Track listing: Little Molly, Ready To Go, Soulmate # 39, Rez Highway, Round Dancing, Wildman Charlie, Talk About Cars, Addicted, Creejun Stomp, Big Wide Dream, My Grandma, ConnectedSiskabush /sees-ka-bush/ - a Cree/English pidgen word referring to those who gather at the edge of the woods to feed their addictions
Rarely does one come across as eye-opening a first line of an artist bio as that of Canadian singer/songwriter, Art Napoleon, a self-described "bushman from the boreal foothills of Northern BC, [who] can still skin a moose with a pocket knife..." A one-time chief raised by Cree-speaking grandparents, Napoleon's latest album Siskabush Tales paints a unique lyrical picture when set against the album's sonically Americana/alt-country backdrop. Combining his Cree heritage with influences from storytelling songwriters the likes of Dylan, Cash, and John Hiatt, Art Napoleon has created a slice-of-life recording not often heard through mainstream outlets.
The songs of Siskabush Tales explore not only what Napoleon describes as "the beauty, pain, and awe of the human experience," which are written about by many songwriters, but also life from a First Nations point of view. His metaphors and references touch on aspects of reservation life—round dancing, Elders, spirits—as well as North American particulars like the aurora borealis, all of which are rarities among typical alt-country lyrics.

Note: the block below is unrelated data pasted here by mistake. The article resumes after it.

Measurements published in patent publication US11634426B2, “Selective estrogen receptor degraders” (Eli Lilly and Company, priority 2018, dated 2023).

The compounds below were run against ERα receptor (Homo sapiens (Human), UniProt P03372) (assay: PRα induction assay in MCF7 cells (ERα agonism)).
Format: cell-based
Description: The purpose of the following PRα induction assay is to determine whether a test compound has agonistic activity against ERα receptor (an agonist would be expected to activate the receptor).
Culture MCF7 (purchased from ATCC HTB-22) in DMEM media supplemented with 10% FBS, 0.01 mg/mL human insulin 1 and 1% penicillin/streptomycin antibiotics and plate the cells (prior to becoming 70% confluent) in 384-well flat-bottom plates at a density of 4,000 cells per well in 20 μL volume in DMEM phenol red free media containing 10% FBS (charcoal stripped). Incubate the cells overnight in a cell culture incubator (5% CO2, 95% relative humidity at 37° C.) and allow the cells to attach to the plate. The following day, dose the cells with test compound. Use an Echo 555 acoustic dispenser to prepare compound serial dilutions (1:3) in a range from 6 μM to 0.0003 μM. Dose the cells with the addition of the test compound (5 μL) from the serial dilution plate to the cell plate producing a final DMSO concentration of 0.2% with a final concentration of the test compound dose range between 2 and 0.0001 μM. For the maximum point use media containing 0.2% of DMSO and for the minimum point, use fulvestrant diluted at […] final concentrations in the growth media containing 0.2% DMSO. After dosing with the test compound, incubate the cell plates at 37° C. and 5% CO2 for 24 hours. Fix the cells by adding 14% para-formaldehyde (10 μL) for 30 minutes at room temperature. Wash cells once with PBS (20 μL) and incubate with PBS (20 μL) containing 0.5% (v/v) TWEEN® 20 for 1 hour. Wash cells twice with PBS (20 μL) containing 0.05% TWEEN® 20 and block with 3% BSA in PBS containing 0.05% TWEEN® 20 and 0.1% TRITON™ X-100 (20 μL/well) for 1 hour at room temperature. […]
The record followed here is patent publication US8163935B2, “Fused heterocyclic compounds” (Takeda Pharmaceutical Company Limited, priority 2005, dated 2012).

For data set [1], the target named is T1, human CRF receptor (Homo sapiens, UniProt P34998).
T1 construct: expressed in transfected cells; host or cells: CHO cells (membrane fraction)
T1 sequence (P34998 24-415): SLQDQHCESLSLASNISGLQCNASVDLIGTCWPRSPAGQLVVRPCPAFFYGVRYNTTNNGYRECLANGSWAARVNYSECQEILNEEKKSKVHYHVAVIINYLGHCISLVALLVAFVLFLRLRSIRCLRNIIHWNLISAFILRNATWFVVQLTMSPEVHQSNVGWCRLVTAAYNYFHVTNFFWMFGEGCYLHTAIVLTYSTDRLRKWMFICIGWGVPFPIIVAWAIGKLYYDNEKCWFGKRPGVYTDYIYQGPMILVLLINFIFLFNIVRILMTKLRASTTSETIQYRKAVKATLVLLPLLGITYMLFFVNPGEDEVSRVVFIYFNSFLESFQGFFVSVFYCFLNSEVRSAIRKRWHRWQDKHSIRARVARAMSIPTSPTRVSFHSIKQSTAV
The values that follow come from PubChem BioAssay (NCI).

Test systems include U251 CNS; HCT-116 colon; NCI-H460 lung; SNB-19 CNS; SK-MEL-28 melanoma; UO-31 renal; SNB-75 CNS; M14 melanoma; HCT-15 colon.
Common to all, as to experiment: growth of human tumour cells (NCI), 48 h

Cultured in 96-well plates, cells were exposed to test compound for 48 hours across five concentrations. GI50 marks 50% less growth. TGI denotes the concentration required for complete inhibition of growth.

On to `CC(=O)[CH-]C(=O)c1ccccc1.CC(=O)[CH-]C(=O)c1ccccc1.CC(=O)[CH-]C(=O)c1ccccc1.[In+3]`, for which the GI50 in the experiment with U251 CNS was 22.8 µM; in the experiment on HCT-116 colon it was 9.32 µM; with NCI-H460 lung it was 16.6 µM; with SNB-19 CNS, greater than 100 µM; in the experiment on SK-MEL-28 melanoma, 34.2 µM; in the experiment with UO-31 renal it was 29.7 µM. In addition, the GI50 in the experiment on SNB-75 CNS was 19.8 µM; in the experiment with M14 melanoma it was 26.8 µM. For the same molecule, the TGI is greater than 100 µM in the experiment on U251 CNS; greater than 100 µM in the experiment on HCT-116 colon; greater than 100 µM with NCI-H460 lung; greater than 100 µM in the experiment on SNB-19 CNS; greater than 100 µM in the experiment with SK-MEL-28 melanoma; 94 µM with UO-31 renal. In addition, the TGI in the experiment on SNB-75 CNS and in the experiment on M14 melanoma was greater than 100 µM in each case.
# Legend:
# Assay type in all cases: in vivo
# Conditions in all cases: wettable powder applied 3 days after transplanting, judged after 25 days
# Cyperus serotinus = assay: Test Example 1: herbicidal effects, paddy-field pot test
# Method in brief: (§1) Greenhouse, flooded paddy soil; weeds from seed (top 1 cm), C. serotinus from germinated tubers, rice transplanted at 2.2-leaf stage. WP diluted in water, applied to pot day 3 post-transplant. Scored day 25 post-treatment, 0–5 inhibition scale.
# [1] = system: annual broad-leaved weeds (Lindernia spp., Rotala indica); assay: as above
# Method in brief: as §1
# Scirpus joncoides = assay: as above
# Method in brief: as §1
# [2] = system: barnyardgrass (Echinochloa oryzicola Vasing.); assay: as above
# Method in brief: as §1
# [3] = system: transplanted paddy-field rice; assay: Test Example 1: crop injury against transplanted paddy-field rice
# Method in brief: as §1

From the opening track, Napoleon's lyrical intensity makes a powerful statement. "Little Molly" addresses familial loss and inspiration, using the beauty of culture and geography to create the song's vision. "If I were an angel I would break the frozen skies to be with you...I would ride the Northern Lights to see you through." The following song, "Ready To Go," a heavy blues groove, dismisses today's international border squabbling by providing a historical aboriginal perspective, "Left and right wing politics, lord it's just a great big show / the immigration problem started many moons ago."
Siskabush Tales is a quality addition to the ever-growing Americana/alt-country genre. With its clean-yet-still-organic production quality, tasteful and skillful musicianship, and compelling songwriting, the album fits nicely amongst personal playlists while also standing out from the crowd with its well-written and too-infrequently told true First Nations stories.